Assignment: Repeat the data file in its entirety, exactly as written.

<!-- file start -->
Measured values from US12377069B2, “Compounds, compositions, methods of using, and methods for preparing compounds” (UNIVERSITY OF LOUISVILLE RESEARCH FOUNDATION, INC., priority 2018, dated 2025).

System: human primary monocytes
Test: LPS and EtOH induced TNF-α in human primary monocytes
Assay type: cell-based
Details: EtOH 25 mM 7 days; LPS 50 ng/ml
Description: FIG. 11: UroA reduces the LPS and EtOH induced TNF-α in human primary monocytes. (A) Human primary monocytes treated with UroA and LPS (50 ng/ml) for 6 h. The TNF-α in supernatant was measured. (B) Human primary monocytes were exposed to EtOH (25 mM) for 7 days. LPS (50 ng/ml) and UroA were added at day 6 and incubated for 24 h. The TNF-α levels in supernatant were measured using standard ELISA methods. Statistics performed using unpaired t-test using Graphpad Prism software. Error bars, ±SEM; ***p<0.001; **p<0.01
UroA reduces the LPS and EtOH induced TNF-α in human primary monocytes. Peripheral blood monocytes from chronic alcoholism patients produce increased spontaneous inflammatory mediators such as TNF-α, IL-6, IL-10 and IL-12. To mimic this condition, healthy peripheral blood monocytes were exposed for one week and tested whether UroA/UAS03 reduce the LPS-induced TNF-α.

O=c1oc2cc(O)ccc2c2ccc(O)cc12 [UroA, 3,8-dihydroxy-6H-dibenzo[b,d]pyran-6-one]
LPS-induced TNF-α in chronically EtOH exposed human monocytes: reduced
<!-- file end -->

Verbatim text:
Measured values from US12377069B2, “Compounds, compositions, methods of using, and methods for preparing compounds” (UNIVERSITY OF LOUISVILLE RESEARCH FOUNDATION, INC., priority 2018, dated 2025).

System: human primary monocytes
Test: LPS and EtOH induced TNF-α in human primary monocytes
Assay type: cell-based
Details: EtOH 25 mM 7 days; LPS 50 ng/ml
Description: FIG. 11: UroA reduces the LPS and EtOH induced TNF-α in human primary monocytes. (A) Human primary monocytes treated with UroA and LPS (50 ng/ml) for 6 h. The TNF-α in supernatant was measured. (B) Human primary monocytes were exposed to EtOH (25 mM) for 7 days. LPS (50 ng/ml) and UroA were added at day 6 and incubated for 24 h. The TNF-α levels in supernatant were measured using standard ELISA methods. Statistics performed using unpaired t-test using Graphpad Prism software. Error bars, ±SEM; ***p<0.001; **p<0.01
UroA reduces the LPS and EtOH induced TNF-α in human primary monocytes. Peripheral blood monocytes from chronic alcoholism patients produce increased spontaneous inflammatory mediators such as TNF-α, IL-6, IL-10 and IL-12. To mimic this condition, healthy peripheral blood monocytes were exposed for one week and tested whether UroA/UAS03 reduce the LPS-induced TNF-α.

O=c1oc2cc(O)ccc2c2ccc(O)cc12 [UroA, 3,8-dihydroxy-6H-dibenzo[b,d]pyran-6-one]
LPS-induced TNF-α in chronically EtOH exposed human monocytes: reduced